9 8 Act as good steward of taxpayer dollars Implement and deepen program alignment to new strategic guidance Seek a ready force People are central Fully fund responsible drawdown in Afghanistan What FY 2014 President’s Budget Seeks to Accomplish FY 2013 Sequester Will Significantly Affect FY 2014 Programs

10 9 345 Budget Totals in President’s FY 2014 Budget Request DoD Topline, FY 2000 – FY 2018 Base Budget OtherWar (Current Dollars in Billions) Numbers may not add due to rounding President’s Budget Proposes More Deficit Reduction Than Budget Control Act Requires * Reflects FY13 PB level without Sequestration 614* 615 * * * * * * Placeholder levels 574

11 10 Focus on FY 2014 Base Budget FY 2013 Enacted w/Sequester FY 2013 (PB Request) FY 2014 (PB Request) Military Personnel Operation and Maintenance Procurement Research, Development, Test and Evaluation Military Construction Family Housing Revolving Funds Total (Dollars in Billions) Story: Not Much Change From PB 13 Request Numbers may not add due to rounding

12 11 Selected initiatives ($5.5 billion in 2014, $34 billion in FY 2014 – 2018) –Consolidate infrastructure (BRAC in 2015) –Study restructure of military healthcare system –Restructure civilian workforce, and contractor costs –Control healthcare costs –Revise missile defense programs Slow growth in military compensation ($1.4 billion in 2014, $12.8 billion in 2014 – 2018) –Set FY 2014 pay raise at 1% (civilian pay raise same) –Resubmit military healthcare proposals with changes Currently implementing many past initiatives –Services have processes in place –Audit efforts –Better buying power –Others: IT, strategic sourcing, fuel, military construction Act as Good Stewards FY 2013 Sequestration Harms Efficiency Efforts

13 12 Smaller, leaner force –Continue PB13 force reductions Army, USMC reductions continue Ship and aircraft retirements Rebalance to Asia Pacific/Sustain in Middle East –Asia Pacific Modernize and strengthen alliances and partnerships Most capable forces forward Enhance presence in region –Expand access and cooperation with Australia, Philippines, Singapore –Develop Guam as strategic hub –Middle East Maintain presence and strengthen relationships to: –Pressure Iran –Provide a stabilizing presence –Be prepared to respond to regional unrest Current Gulf posture is substantial Implement and Deepen Program Alignment to New Strategic Guidance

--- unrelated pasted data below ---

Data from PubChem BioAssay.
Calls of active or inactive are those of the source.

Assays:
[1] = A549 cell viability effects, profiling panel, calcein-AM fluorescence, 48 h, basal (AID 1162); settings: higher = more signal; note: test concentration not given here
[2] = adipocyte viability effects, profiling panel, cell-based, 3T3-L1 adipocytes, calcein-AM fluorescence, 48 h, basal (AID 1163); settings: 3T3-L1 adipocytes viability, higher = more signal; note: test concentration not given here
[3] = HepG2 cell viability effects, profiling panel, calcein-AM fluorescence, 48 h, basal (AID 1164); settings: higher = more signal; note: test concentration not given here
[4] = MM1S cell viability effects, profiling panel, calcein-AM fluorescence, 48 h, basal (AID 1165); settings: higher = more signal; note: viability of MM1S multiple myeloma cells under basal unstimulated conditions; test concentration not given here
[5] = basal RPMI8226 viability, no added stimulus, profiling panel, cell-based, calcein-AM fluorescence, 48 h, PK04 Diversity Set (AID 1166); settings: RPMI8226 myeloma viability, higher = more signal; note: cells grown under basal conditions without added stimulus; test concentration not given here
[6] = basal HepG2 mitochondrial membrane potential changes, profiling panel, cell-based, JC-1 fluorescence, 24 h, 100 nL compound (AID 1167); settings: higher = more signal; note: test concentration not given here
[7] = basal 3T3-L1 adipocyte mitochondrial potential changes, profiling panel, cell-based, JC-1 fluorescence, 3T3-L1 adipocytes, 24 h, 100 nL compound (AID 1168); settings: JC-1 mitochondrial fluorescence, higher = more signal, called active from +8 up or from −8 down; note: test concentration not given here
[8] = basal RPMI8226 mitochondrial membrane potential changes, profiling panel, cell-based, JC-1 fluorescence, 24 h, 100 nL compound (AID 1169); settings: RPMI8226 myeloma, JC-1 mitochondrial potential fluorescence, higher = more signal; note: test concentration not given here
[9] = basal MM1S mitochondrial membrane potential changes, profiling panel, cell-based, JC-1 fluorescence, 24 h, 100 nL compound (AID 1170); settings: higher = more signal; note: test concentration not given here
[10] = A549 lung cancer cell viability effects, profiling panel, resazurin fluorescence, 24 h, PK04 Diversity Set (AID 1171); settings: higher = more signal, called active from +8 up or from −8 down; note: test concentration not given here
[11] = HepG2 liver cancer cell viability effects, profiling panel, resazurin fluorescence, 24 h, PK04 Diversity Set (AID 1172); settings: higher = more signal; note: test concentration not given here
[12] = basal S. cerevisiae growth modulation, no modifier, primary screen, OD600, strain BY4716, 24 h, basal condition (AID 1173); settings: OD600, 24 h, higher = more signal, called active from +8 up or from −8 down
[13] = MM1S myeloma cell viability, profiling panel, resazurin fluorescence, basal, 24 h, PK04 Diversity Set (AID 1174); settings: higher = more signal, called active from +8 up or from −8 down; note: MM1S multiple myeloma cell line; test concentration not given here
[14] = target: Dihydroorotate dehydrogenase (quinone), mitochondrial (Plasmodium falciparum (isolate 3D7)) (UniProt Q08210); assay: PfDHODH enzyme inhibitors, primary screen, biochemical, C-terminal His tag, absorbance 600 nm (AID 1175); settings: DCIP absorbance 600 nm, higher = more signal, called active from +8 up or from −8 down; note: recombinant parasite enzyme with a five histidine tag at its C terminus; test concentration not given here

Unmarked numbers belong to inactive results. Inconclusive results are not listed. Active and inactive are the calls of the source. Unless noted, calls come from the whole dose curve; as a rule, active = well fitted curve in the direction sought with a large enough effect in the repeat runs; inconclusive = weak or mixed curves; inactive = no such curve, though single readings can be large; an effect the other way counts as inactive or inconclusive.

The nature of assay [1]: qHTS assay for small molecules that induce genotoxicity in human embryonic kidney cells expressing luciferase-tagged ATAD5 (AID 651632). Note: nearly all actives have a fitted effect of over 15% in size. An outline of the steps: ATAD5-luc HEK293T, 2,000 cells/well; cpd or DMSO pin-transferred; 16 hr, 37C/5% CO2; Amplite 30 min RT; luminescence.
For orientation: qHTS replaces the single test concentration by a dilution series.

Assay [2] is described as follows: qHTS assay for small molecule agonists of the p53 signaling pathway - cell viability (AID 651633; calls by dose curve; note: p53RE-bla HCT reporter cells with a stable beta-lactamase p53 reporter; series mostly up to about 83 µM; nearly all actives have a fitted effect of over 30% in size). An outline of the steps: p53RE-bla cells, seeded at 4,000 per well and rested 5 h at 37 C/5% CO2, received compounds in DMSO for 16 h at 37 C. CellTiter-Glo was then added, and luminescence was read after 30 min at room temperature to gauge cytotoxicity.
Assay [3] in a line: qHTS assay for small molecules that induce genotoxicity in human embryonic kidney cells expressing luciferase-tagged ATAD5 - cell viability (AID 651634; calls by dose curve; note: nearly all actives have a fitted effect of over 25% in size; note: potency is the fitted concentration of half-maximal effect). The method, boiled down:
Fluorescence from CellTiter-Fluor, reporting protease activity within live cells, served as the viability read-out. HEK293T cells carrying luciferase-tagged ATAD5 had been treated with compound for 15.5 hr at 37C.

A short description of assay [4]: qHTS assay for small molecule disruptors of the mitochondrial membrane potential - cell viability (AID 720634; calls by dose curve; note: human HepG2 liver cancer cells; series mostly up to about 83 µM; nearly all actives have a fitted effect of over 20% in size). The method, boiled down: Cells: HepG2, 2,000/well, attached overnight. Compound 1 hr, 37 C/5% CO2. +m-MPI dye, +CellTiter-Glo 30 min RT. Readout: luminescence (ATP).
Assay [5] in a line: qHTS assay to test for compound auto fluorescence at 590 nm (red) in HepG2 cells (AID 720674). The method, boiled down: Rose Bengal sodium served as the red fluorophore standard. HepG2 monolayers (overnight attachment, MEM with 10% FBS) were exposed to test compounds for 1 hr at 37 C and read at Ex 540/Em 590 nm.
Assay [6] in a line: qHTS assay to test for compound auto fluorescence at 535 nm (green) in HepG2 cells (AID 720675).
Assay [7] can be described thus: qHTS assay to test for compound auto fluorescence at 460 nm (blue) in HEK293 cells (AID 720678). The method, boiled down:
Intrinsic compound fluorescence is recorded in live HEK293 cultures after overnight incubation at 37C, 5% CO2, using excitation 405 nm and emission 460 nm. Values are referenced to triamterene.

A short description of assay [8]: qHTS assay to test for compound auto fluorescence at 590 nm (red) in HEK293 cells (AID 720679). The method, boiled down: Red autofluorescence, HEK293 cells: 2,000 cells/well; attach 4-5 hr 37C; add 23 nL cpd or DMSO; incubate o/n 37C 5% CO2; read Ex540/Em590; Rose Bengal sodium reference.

14 13 Protect and prioritize key investments and new capabilities –Sustain Counter-Terrorism (CT) activities and Special Operation Force (SOF) growth –Space and cyberspace –Intelligence, Reconnaissance & Surveillance (ISR), Ballistic Missile Defense (BMD) and countering Weapons of Mass Destruction (WMD) Build innovative partnerships –Global Security Contingency Fund –Use existing authorities more effectively Confront and defeat aggression –Maintain the world’s finest fighting force –Deter aggression on the Korean Peninsula –Continue investments in enhanced power projection capabilities Implement and Deepen Program Alignment to New Strategic Guidance (con’t) Selected Examples – There Are Many Others

15 14 (Dollars in Billions) Sequestration Will Disrupt Some Investment Programs Implement and Deepen – Emphasize Priority Investments Increases FY 2013 Enacted FY 2014 PBChange Cyberspace Operations SSN (Virginia Class Submarine) EA-18G (Growler) C-130J Aircraft Precision Munitions P-8A (Poseidon) Evolved Expendable Launch Vehicle (EELV)

16 15 Sequestration Will Damage FY 2013 Readiness “Get Well” Plan Needed – Not In FY 2014 Budget Seek a Ready Force Work to establish new readiness posture for the post-Afghanistan period Army: Regionally aligned forces, forward deployed, trained for decisive action USMC: Crisis response, full spectrum training, reconstitute in stride Navy: Full spectrum training, maintain global at-sea presence Air Force: Set course to restore full spectrum readiness USSOCOM: Full spectrum, global capabilities and regional expertise